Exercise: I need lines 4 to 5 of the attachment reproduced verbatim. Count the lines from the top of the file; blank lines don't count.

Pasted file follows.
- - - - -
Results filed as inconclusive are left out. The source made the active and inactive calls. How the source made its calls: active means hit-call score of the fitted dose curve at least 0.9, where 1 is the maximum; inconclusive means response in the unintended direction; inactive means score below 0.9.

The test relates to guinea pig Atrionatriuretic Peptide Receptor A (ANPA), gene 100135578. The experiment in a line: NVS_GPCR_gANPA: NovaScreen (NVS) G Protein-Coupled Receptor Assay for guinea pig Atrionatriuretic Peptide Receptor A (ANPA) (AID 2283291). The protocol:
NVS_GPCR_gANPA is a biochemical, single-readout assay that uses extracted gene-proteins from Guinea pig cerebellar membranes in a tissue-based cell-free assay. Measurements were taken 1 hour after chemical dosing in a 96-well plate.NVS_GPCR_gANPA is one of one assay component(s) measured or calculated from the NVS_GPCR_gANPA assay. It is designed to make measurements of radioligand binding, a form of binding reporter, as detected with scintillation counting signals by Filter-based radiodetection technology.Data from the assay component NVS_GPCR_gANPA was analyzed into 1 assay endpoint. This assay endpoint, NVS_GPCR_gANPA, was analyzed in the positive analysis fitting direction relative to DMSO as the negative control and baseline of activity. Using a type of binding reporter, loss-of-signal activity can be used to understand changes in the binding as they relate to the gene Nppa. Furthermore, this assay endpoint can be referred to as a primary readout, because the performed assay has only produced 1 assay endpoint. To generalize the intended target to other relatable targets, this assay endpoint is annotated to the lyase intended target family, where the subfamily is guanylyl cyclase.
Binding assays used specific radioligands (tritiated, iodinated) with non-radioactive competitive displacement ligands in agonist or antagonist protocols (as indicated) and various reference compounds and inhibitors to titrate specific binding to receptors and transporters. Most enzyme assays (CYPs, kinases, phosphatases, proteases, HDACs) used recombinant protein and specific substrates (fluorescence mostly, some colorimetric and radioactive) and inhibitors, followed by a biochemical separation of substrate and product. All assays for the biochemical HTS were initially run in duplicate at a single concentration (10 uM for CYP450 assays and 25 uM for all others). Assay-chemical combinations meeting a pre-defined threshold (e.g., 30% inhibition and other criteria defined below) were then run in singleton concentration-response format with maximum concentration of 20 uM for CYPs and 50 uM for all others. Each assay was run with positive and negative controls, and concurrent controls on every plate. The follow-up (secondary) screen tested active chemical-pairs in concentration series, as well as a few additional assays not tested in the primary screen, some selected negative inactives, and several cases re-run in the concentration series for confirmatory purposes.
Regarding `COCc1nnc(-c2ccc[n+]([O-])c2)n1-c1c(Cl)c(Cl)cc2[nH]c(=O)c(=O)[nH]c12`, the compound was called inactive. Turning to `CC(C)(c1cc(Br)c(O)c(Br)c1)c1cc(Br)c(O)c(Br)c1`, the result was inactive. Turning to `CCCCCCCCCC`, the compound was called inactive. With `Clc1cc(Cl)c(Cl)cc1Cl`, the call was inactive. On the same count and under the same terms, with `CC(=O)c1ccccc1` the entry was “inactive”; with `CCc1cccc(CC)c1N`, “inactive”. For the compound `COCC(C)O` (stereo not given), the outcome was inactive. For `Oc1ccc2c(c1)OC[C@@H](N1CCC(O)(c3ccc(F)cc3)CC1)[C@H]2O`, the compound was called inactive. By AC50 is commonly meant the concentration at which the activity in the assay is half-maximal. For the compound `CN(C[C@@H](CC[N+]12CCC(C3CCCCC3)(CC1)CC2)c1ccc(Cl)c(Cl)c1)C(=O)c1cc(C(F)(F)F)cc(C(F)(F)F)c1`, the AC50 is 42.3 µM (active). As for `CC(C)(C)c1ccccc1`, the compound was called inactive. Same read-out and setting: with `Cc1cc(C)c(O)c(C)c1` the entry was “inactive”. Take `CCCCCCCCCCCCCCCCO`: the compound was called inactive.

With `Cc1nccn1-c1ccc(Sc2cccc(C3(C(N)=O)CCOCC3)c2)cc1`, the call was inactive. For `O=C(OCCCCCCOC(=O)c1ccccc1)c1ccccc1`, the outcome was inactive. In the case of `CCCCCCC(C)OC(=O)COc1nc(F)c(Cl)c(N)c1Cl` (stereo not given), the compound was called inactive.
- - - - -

Binding assays used specific radioligands (tritiated, iodinated) with non-radioactive competitive displacement ligands in agonist or antagonist protocols (as indicated) and various reference compounds and inhibitors to titrate specific binding to receptors and transporters. Most enzyme assays (CYPs, kinases, phosphatases, proteases, HDACs) used recombinant protein and specific substrates (fluorescence mostly, some colorimetric and radioactive) and inhibitors, followed by a biochemical separation of substrate and product. All assays for the biochemical HTS were initially run in duplicate at a single concentration (10 uM for CYP450 assays and 25 uM for all others). Assay-chemical combinations meeting a pre-defined threshold (e.g., 30% inhibition and other criteria defined below) were then run in singleton concentration-response format with maximum concentration of 20 uM for CYPs and 50 uM for all others. Each assay was run with positive and negative controls, and concurrent controls on every plate. The follow-up (secondary) screen tested active chemical-pairs in concentration series, as well as a few additional assays not tested in the primary screen, some selected negative inactives, and several cases re-run in the concentration series for confirmatory purposes.
Regarding `COCc1nnc(-c2ccc[n+]([O-])c2)n1-c1c(Cl)c(Cl)cc2[nH]c(=O)c(=O)[nH]c12`, the compound was called inactive. Turning to `CC(C)(c1cc(Br)c(O)c(Br)c1)c1cc(Br)c(O)c(Br)c1`, the result was inactive. Turning to `CCCCCCCCCC`, the compound was called inactive. With `Clc1cc(Cl)c(Cl)cc1Cl`, the call was inactive. On the same count and under the same terms, with `CC(=O)c1ccccc1` the entry was “inactive”; with `CCc1cccc(CC)c1N`, “inactive”. For the compound `COCC(C)O` (stereo not given), the outcome was inactive. For `Oc1ccc2c(c1)OC[C@@H](N1CCC(O)(c3ccc(F)cc3)CC1)[C@H]2O`, the compound was called inactive. By AC50 is commonly meant the concentration at which the activity in the assay is half-maximal. For the compound `CN(C[C@@H](CC[N+]12CCC(C3CCCCC3)(CC1)CC2)c1ccc(Cl)c(Cl)c1)C(=O)c1cc(C(F)(F)F)cc(C(F)(F)F)c1`, the AC50 is 42.3 µM (active). As for `CC(C)(C)c1ccccc1`, the compound was called inactive. Same read-out and setting: with `Cc1cc(C)c(O)c(C)c1` the entry was “inactive”. Take `CCCCCCCCCCCCCCCCO`: the compound was called inactive.